Thursday, December 19, 2013

Provins, Église St Quiriace, France

The upper mediæval town of Provins has a wonderful collegiate church, the Église St Quiriace.  Saint Quiriace was closely connected with one of St Helena's most important achievements--discovering the True Cross.  According to the legend, when St Helena, the mother of the Emperor Constantine, made a pilgrimage to Jerusalem, the hiding place of the three crosses used for the crucifixion of Jesus and the two criminals was revealed to her, and, again miraculously, she was able to discern which of the three was Christ's cross, or the True Cross. 

A collegiate church is operated by a college of non-monastic canons.  Typically it is funded by benefices (land grants) and the aristocracy.  The first collegiate church in Provins was founded by Count Eudes II of Blois between 1019 and 1032.  Sometime around 1160, Count Henry the Liberal of Champagne decided to rebuild the church when it could no longer accommodate the growing number of canons.  Setting his goals quite high, he began building a choir large enough to accommodate 100 canons; unfortunately it never had more than 40.  After Henry's death in 1181, the undertaking proved far too ambitious for his successor and the small community's resources.  The church, although beautifully begun, was never finished.  Only two of the planned eight vaults were constructed for the nave. 

Provins had suffered some American bomb damage during the Second World War.  The present zinc dome was the result of the reconstruction in the 1950's.  To my eyes, neither the interior or exterior of the dome is in harmony with the 12th-c. structure.

The Church of St Quiriace
Built in 1160
by Henry the Liberal, Count of Champagne and Brie.
In 1662 a fire destroyed
the central portion.
The King of France, Philippe Auguste
here held Thibault the Great
over the Baptismal Font (1201)
On August 3, 1429, Joan of Arc and Charles VII
heard Mass here.

The church was never completed, but (below) you can almost see a little park (fine stones, not grass) with trees in front of the church's utterly plain facade.  Toward our end of that park are square steps which lead up to an iron cross (not visible to us as we stand at the top of the Tour Céasar).  That cross marks where the front of the church would have been, if only money had been available to complete the construction.  I am pleased that the citizens of Provins have outlined the rest of the (missing) nave in this manner.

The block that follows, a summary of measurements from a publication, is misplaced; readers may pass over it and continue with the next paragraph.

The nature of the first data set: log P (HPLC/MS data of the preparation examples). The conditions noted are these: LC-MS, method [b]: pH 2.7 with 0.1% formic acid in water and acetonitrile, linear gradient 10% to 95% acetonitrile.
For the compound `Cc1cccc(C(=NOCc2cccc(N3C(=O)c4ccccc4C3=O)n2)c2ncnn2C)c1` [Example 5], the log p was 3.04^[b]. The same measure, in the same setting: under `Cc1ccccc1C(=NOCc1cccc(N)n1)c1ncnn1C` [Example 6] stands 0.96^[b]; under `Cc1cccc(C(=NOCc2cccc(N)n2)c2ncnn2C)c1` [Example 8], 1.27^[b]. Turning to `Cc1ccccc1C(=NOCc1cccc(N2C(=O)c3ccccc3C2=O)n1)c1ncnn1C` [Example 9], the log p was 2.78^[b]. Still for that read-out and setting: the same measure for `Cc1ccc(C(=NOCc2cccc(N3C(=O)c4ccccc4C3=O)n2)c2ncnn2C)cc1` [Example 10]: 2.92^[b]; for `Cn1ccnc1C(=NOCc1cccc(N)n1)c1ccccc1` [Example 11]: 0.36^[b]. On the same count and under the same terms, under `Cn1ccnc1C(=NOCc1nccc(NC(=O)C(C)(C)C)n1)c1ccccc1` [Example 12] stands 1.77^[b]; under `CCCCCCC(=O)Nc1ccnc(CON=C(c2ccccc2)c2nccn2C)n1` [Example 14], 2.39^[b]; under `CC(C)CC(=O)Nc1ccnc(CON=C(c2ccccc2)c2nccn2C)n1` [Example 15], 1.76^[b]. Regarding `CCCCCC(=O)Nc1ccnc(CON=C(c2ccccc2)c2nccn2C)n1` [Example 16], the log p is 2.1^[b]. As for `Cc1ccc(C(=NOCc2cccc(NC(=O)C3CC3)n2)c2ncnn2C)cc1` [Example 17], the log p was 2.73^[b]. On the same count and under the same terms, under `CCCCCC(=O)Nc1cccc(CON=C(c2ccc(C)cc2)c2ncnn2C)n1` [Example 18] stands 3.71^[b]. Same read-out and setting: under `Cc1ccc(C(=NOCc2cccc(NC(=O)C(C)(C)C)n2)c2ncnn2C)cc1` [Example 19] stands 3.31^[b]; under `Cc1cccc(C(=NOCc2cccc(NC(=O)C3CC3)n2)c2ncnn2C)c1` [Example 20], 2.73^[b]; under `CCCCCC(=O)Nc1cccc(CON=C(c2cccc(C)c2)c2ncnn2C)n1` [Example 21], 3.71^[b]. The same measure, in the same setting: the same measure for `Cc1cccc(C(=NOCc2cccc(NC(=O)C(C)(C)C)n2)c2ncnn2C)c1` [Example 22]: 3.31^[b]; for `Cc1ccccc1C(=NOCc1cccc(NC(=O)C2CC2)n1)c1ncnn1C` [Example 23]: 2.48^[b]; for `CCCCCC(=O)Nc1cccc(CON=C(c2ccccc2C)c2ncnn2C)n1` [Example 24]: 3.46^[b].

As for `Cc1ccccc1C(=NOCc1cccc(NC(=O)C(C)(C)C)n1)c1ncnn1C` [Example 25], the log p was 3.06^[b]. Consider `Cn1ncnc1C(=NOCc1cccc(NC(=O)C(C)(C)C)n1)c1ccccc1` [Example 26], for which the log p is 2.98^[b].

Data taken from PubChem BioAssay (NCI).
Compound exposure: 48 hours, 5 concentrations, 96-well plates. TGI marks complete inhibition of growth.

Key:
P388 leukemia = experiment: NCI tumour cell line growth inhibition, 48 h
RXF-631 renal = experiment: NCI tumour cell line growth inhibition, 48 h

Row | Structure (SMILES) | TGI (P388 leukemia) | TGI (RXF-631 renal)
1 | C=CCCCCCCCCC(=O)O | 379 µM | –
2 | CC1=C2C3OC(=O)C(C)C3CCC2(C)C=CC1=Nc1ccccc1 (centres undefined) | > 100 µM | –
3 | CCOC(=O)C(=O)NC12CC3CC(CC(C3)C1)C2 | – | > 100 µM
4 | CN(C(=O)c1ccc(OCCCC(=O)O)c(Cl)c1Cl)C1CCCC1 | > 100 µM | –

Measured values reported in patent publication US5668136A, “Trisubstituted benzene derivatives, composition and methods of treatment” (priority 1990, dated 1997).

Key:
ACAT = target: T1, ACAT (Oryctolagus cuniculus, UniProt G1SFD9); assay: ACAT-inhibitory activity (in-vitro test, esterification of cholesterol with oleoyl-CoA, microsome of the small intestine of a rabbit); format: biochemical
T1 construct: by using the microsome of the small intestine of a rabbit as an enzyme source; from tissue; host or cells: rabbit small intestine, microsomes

The north wall once had an enormous window, but this so challenged the structural integrity that the glass was removed and the window was returned to a solid wall mass.  This reminds us that structural engineering was largely guesswork coupled with experience.

The flying buttresses are very simple and functional, unlike their later, more ornate cousins in the big cities.  One can see that still more windows had been envisioned.

This functional door is one of several on the western facade where you enter the church.  The massive wall visually admits that plans were never completed.  This is hardly the sort of grand entrance one expects in a church originally designed to seat 100 canons in choir.  But again, I like the solution.  Rather than making a grand opening in a more recent architectural style, it is kept simple, almost being without style.

This is the other western door (NW), equally plain and purely functional.

We have now entered the church, walked in, and are looking back toward the west, where we entered through the door on the right.  The massive central pillars support the dome at the "crossing", but there is no transept, just a place for one.  Just behind the pulpit, you can see part of the more decorative central door which would be opened on feast days and for visiting ecclesiastical dignitaries.

For centuries, the wooden pulpit elevated the priest so that he could be seen and heard by the laity.  The roof over his head helped to reflect the sound down toward the faithful.  In the middle ages, the laity would have stood through the Mass, looking on without comprehending or even hearing much of the Latin spoken at the altar.  You can also see that the stone arches have not yet been completed in the Gothic triforium, the passageway which is cut into the inside of the wall, in this case, just below the clerestory windows.